Saturday, January 14, 2012
January Craftivism Challenge and Sew-Along - Part 2
So the pillowcase that stays isn't really staying - it's on its way overseas! Wow!
One afternoon, I happened to catch Sewing with Nancy on PBS. She had a feature segment about an organization called Little Dresses for Africa. If you go to Nancy Zieman's website, she shares the free pattern and directions to make a simple girl's sundress from a pillowcase. She has instructions for making one with bias tape straps, which is really easy - a great next step project for a beginner. You can use bias tape if you want, or not. I use extra fabric from the pillowcase, or extra jelly roll strips. You can make the dresses by repurposing old pillowcases and bed sheets, but please use common sense. White pillowcases are not very practical, and they tend to be rather sheer (let's think modesty here). Also, no flannel. I also could not bring myself to make a solid black dress, and I also could not make one from a pair of khaki sheets I got on Freecycle. The black ones made me think of funerals, and the khaki ones made me think prison uniform (yes, they really were that color). I'll share what I did with the khaki ones next week.
Let's make that dress! For our purposes, we will be using a pillowcase that I made with the pattern from last week, like the second one of the pair you made. Some of the photos show bits a peach gingham dress I also made today - hopefully this doesn't confuse you. Start by trimming 1/2" from the sewn, short end of your pillowcase.
Then cut 2 strips that are 2 1/2" wide.
Trim 1/2" from the seam edge of the strips.
Fold the pillowcase in half lengthwise, and cut the armhole using the size-appropriate template provided. This pillowcase measured 25 1/2" after the strips for the straps were cut, so I used the small armhole template. The dress will be a size 4 when finished, so the small template was the right size.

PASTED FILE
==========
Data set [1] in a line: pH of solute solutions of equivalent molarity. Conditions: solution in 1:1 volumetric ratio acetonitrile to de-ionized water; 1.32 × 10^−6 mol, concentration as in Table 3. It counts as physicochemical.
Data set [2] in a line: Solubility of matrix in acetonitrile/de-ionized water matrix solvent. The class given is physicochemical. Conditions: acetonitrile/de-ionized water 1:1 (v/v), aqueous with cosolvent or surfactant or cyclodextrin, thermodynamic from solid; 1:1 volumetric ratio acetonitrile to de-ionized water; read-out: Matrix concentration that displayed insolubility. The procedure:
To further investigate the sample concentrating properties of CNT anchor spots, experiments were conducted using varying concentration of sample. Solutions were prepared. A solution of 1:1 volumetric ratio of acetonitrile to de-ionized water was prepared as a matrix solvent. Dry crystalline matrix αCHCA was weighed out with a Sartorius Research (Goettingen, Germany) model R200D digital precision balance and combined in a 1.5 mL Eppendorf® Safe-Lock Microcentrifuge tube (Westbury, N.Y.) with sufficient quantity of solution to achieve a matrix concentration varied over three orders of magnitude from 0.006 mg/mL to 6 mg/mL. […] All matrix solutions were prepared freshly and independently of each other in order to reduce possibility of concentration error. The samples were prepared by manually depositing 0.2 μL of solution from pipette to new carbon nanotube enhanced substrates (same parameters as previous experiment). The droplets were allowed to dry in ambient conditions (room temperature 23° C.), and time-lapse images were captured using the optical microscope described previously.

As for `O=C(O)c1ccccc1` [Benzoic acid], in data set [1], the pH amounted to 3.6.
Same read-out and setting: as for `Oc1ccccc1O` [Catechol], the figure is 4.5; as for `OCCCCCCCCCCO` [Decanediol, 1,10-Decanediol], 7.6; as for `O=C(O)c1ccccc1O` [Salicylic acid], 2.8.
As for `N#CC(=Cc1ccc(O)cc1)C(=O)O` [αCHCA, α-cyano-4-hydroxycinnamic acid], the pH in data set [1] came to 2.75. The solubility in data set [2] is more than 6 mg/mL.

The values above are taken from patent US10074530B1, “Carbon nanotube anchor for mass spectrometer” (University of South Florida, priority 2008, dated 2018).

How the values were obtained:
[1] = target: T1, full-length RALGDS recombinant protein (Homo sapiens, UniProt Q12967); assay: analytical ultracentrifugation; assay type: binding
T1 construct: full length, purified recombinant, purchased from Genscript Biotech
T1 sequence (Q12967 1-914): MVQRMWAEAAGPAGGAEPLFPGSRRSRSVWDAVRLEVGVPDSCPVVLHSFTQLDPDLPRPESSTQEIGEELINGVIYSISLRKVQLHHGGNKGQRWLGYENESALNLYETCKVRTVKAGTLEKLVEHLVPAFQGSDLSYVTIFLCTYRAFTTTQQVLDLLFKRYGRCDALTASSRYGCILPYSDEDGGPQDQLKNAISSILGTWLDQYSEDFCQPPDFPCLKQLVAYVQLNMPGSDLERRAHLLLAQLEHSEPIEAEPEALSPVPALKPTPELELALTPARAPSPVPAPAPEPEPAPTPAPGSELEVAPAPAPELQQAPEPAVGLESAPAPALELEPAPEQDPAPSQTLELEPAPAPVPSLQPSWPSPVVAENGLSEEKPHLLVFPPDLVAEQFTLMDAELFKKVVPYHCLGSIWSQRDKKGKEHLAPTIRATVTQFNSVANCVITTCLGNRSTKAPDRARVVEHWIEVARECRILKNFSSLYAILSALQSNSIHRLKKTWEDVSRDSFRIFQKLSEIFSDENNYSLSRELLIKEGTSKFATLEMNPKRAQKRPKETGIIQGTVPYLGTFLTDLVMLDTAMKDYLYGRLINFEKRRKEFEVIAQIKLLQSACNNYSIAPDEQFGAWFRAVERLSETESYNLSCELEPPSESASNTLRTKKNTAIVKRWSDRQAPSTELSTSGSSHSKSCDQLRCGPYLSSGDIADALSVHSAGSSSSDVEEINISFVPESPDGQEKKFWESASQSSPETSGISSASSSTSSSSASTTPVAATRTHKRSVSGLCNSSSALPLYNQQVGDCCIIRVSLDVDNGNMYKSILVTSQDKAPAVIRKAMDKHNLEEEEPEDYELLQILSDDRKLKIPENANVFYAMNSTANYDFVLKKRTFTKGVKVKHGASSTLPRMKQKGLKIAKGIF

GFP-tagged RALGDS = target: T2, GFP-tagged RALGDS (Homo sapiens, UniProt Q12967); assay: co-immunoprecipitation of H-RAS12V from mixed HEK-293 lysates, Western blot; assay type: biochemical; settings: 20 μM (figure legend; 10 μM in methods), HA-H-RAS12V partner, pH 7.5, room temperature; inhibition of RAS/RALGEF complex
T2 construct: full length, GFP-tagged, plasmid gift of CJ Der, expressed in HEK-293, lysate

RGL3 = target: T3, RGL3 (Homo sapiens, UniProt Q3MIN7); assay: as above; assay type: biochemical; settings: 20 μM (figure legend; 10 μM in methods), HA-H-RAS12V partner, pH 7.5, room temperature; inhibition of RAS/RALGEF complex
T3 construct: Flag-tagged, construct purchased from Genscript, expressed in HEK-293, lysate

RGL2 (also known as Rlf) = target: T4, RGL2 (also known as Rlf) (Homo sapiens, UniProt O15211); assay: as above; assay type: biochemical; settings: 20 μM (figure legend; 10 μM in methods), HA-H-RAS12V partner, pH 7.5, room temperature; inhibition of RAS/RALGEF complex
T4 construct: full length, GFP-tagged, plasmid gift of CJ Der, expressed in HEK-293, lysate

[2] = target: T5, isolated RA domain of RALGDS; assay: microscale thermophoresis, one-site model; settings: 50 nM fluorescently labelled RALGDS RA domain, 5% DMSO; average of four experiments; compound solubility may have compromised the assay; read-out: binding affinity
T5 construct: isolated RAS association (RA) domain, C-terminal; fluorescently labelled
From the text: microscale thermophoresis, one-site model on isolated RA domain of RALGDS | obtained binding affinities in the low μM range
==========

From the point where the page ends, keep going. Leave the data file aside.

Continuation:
Next, you'll need to create the casing for the elastic. Press the top edge under 1/4", then another 1/2". This photo shows the 1/4" on the left and the second 1/2" fold on the right.
Measure and trim your elastic. I measure mine a bit longer than the pattern recommends because when I sew it in place, I leave a bit hanging out. This is how I ensure that the elastic stays threaded through the casing but still have the correct measurement inside the stitching. For a size small, you will need 2 pieces of elastic that are 6" long. I cut mine at 6 1/2".
After cutting, pin a safety pin onto one end of one of the pieces. Slide the pin CAREFULLY into the casing, being sure to keep your elastic flat. When most of the piece of elastic is into the casing, stitch the other end in place. I use a zigzag stitch, and do a forward-back-forward-back to make sure it ain't goin' nowhere.
So now we need to get these straps onto our dress. Whether you are using the bias tape or our homemade fabric straps, the steps are the same. Find the center of your strap material, and pin it to the center of the armhole. You can see that the "body" of the dress is inserted in between the layers of the straps. Pin to fit the curve of the armhole, and be sure enclose the ends of the elastic. Do the same for both armholes.
Congratulations - you are all finished! This is what your dress will look like when it's done.
So now that you've seen the peach dress, too, would you like to know what I do on my own? This is way easier and faster - you know my famous saying "Laziness is the mother of efficiency".
Add 1/4 yard of fabric to your original purchase/repurpose. Be sure to cut the straps from this extra material. Or, of course, you can purchase bias tape. You will start to make a pillowcase to this point, where you stitch the long side together.
Match right sides, and stitch that long side, just like you did before. Turn and press. Fold in half lengthwise, and line up size-appropriate armhole template.
You can dress up your dress, or not. Pockets, appliques, ruffles, lace - all excellent additions. Avoid buttons and/or zippers. These are hard to replace or repair if they fall off or are broken. Also, you can make matching hairbands with extra leftover fabric. Some folks have even made ruffles for socks!
Two years ago in January, 2010, Haiti was hit with one of the worst earthquakes on record. This is the poorest country in the Western Hemisphere, and one of the poorest in the world. These folks had less than nothing, and what little they did have was destroyed. Last summer, my aunt told me her church would be participating in a collection of these little dresses for missions in Haiti. Having seen the segment on Nancy's show about the good that the dresses were doing in Africa, I knew that Haiti was where my dresses should go. You can decide where yours should go. Either way, send them, and thank you!
Oh, and be sure to leave comments with how many you make, even if it's just one.
And stay tuned for another twist!